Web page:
Mexico: Barriers for Trans People in Guanajuato State

(León) – Trans people in the Mexican state of Guanajuato experience discrimination in work and education and onerous legal impediments due to the state’s lack of legal gender recognition, Human Rights Watch and Amicus DH said today. Guanajuato should comply with Mexican and international law and create an administrative procedure to allow trans people to accurately reflect their self-declared gender identity on official documents.

Each of Mexico’s 32 states has the authority to determine its laws and policies in civil, family, and registration matters in accordance with the constitution. So it is up to the state legislature or administration to pass a law or enact an administrative decree that enables legal gender recognition through a simple administrative procedure at a state-level civil registry. Twenty Mexican states already have such a procedure. Guanajuato does not.

“Trans people in Guanajuato are disadvantaged in work and education and weighed down with legal proceedings due to state authorities’ undue delay in recognizing the right to gender identity,” said Cristian González Cabrera, LGBT rights researcher at Human Rights Watch. “Guanajuato should align its laws with national and regional jurisprudence and establish a legal gender recognition procedure, which would reduce discrimination against transgender people in work,

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In the words of Larysa Denysenko, Ukrainian legal expert: “Sexual violence is a tactic of intimidation, torture and humiliation” – Ukraine

Larysa Denysenko is a journalist, attorney, human rights activist and co-founder of the Association of Women’s Lawyers of Ukraine “JurFem”. Before the war, Denysenko and JurFem mainly advocated for women’s leadership in legal professions, provided mentorship and supported strategic court cases related to domestic violence and gender-based discrimination. Now, this has extended to representing the interests of those who have survived conflict-related sexual violence allegedly perpetrated by the Russian military in Ukraine.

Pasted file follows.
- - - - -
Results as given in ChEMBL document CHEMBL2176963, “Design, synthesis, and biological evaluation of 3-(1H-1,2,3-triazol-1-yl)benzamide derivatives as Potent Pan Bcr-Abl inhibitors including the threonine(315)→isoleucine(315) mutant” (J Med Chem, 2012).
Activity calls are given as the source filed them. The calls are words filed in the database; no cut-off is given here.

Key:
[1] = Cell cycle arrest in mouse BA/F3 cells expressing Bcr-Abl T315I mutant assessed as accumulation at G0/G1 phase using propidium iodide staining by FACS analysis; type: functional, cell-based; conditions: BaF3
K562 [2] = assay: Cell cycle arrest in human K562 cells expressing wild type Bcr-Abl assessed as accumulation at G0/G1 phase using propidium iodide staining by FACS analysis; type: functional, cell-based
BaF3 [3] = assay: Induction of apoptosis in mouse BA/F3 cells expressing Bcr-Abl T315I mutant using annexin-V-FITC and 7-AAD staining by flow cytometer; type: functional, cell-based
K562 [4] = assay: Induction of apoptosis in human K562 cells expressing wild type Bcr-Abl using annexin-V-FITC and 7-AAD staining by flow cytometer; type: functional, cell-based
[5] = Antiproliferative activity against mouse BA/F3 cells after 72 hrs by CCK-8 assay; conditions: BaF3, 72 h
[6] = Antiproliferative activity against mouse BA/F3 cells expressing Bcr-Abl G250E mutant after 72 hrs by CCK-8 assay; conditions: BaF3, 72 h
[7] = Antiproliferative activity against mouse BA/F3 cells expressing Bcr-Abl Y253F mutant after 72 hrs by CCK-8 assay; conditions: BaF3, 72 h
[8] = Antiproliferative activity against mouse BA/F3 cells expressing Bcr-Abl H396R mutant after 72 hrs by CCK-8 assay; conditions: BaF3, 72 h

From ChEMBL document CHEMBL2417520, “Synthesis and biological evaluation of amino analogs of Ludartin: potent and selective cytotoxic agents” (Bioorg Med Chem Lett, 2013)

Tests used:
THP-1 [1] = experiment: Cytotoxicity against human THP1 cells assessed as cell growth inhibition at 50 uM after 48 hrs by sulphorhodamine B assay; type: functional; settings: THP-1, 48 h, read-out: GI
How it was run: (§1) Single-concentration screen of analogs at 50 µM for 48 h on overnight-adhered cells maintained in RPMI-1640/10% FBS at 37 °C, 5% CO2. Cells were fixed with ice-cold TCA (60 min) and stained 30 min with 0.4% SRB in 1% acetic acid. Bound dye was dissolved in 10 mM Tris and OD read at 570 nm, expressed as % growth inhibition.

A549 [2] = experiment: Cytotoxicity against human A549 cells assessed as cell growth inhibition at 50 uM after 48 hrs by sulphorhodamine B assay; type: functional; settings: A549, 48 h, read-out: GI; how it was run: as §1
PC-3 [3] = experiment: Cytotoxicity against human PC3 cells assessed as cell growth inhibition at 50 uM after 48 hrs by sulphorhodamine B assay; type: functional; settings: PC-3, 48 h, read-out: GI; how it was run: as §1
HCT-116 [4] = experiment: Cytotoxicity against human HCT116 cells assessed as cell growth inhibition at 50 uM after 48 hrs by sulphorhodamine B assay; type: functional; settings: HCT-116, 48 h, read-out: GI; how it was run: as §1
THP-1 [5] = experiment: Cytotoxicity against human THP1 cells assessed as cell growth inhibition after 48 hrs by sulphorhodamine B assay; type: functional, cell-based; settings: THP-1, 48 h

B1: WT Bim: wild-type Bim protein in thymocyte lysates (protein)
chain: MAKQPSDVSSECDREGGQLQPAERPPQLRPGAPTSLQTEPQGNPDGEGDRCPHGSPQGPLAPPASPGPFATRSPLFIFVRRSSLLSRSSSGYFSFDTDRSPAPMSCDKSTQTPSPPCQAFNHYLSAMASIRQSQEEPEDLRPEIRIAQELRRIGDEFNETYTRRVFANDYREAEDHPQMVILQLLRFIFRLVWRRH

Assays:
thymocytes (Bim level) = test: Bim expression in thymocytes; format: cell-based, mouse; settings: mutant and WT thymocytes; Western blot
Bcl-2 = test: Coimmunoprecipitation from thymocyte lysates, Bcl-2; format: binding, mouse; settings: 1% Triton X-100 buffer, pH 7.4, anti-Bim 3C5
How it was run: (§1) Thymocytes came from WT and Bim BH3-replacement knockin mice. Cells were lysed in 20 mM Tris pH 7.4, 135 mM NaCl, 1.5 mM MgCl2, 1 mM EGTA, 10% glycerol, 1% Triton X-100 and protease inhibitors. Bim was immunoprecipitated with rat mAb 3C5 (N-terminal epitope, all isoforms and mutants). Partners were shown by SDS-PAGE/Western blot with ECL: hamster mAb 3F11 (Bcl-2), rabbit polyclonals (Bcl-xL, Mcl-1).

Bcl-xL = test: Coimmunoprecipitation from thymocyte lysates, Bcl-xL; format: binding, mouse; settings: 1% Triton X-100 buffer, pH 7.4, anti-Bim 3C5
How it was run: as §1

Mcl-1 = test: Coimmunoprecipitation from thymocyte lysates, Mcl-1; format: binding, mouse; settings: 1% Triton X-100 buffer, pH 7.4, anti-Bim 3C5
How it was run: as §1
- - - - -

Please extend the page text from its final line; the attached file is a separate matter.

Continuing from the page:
During the first days of the invasion, we were providing legal advice to refugees and internally displaced people, in terms of the procedures, necessary documents, etc. At the beginning of March, the nature of the cases changed significantly. Both women and men – but mostly, women – were calling the hotline to report sexual violence that they, or their closed ones, had been subjected to in the context of the war.

Any violence – including conflict-related sexual violence (CRSV) – is about power relations and dominance. Perpetrators want to demonstrate their power; they want to prevail. That is why sexual violence is so common during wars and armed conflicts. The root of this aggression and impunity lies in domestic violence. The ratification of the Istanbul Convention

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Opinion | ‘Detached From Reality’ Is Trump’s Best Defense at This Point

One potential charge that is getting a lot of attention on social media is conspiracy to defraud the United States, which would require the Department of Justice to prove beyond a reasonable doubt that Trump agreed with others to obstruct a lawful function of the government by deceitful or dishonest means. I’ve charged that statute before when I was a federal prosecutor in the context of a dishonest tax avoidance scheme.